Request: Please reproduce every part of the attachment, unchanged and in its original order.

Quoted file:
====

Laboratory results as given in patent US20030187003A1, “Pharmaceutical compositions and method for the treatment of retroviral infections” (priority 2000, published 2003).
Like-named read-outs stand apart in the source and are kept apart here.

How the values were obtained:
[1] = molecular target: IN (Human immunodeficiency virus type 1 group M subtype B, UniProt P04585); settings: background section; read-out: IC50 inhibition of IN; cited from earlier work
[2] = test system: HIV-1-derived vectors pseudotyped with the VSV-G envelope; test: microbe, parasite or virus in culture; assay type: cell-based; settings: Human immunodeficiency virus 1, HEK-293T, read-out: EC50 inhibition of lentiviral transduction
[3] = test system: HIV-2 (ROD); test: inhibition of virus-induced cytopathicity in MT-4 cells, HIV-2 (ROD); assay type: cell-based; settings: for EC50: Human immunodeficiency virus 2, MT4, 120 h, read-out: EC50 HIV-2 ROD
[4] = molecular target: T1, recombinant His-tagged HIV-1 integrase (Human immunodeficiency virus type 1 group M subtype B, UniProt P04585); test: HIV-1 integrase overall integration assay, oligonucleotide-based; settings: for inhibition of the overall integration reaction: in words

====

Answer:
Laboratory results as given in patent US20030187003A1, “Pharmaceutical compositions and method for the treatment of retroviral infections” (priority 2000, published 2003).
Like-named read-outs stand apart in the source and are kept apart here.

How the values were obtained:
[1] = molecular target: IN (Human immunodeficiency virus type 1 group M subtype B, UniProt P04585); settings: background section; read-out: IC50 inhibition of IN; cited from earlier work
[2] = test system: HIV-1-derived vectors pseudotyped with the VSV-G envelope; test: microbe, parasite or virus in culture; assay type: cell-based; settings: Human immunodeficiency virus 1, HEK-293T, read-out: EC50 inhibition of lentiviral transduction
[3] = test system: HIV-2 (ROD); test: inhibition of virus-induced cytopathicity in MT-4 cells, HIV-2 (ROD); assay type: cell-based; settings: for EC50: Human immunodeficiency virus 2, MT4, 120 h, read-out: EC50 HIV-2 ROD
[4] = molecular target: T1, recombinant His-tagged HIV-1 integrase (Human immunodeficiency virus type 1 group M subtype B, UniProt P04585); test: HIV-1 integrase overall integration assay, oligonucleotide-based; settings: for inhibition of the overall integration reaction: in words